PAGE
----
Most people will have heard of 12-step programs. They seek to help members beat various addictions by using the 12 steps originally created by Alcoholics Anonymous. Members supposedly gain freedom from addiction by undertaking various tasks and practices as they work through the steps.

Although 12-step programs aren’t religious, they are usually spiritual, as the second step indicates: ‘Came to believe that a Power greater than ourselves could restore us to sanity’. The process of letting go control to harness a Higher Power is seen as a necessity for beating the addiction; the belief that willpower alone is not enough is an important aspect of this process. (Atheists can also benefit, as there is no restriction regarding what one’s Higher Power actually consists of – some believe it is a kind of higher self. And an atheist might view the letting go process as acceding to, say, the healing abilities of one’s unconscious mind.)

I was in a 12-step program for about six years. I don’t believe these programs are perfect, nor that they’re suitable for everybody – there are many aspects of my former program I’m now critical of, and perhaps I’ll detail them in a future blog entry. But for those who can ‘take what they want and leave the rest’ (as the programs themselves advise) they do provide a structure for developing a spirituality that is neither captive to the materialism and positive thinking of some of the new age spiritualities, or dependent on belief in the Bible and the teachings of Jesus.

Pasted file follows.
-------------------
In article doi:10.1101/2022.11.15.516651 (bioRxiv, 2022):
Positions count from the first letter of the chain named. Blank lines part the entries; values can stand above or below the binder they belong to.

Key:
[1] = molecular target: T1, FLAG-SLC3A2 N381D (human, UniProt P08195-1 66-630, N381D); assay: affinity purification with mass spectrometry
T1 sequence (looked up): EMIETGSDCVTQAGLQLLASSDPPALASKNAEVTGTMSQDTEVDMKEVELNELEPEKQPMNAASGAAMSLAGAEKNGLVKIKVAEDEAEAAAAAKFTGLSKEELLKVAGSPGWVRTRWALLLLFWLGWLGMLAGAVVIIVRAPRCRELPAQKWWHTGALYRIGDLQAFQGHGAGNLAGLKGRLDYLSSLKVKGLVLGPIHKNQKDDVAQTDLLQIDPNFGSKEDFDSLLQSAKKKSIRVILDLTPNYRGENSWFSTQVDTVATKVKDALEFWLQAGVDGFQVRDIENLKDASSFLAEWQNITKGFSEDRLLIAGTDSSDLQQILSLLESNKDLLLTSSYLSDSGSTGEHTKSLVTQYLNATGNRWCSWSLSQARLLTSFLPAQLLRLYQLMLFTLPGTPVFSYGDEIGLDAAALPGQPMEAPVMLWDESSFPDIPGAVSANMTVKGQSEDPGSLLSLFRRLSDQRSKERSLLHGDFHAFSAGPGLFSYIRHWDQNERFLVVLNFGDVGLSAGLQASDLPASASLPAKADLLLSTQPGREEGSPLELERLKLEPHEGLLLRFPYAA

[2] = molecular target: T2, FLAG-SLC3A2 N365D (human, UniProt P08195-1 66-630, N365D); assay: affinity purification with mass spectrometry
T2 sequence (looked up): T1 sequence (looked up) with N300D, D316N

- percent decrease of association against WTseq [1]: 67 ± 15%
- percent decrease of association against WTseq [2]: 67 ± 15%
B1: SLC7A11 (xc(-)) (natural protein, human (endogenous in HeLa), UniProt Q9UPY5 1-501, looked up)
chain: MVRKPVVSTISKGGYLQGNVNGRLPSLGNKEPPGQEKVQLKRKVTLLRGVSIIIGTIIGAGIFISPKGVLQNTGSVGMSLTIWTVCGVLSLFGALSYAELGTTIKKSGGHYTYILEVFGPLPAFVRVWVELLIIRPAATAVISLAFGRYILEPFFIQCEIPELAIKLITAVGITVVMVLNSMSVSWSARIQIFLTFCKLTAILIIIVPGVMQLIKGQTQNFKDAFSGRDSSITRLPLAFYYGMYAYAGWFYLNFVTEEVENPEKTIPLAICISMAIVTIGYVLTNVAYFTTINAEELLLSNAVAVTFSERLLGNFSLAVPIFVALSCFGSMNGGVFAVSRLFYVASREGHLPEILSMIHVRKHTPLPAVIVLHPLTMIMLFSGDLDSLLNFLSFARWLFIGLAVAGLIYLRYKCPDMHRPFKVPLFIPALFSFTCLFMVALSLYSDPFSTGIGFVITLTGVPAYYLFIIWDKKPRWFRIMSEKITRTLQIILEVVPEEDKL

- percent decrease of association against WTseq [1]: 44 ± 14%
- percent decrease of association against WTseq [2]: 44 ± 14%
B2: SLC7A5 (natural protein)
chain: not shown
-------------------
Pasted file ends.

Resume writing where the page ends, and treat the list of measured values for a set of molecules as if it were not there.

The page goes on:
Many people in my program developed their spirituality very consciously; a few went on to join Christian churches while others embraced or flirted with Eastern religions. It was common for members who ‘shared’ (spoke to the meeting about their ‘experience strength and hope’ with the program) to relate some of their spiritual experiences.

As I said, my 12-step program was far from perfect. But the meeting I mainly attended was in the inner city, and there were plenty of creative types who, while they took the program seriously, didn’t get religious or overly hung up about it. They were trying to let go of ‘self-will’, which led them not only to a compulsion for the addictive substance but to behaving in ways that were generally harmful. Letting go of self-will meant, for these people, finding a kind of authentic path that was a mixture of their own deepest desires and the will of this Higher Self or Higher Power.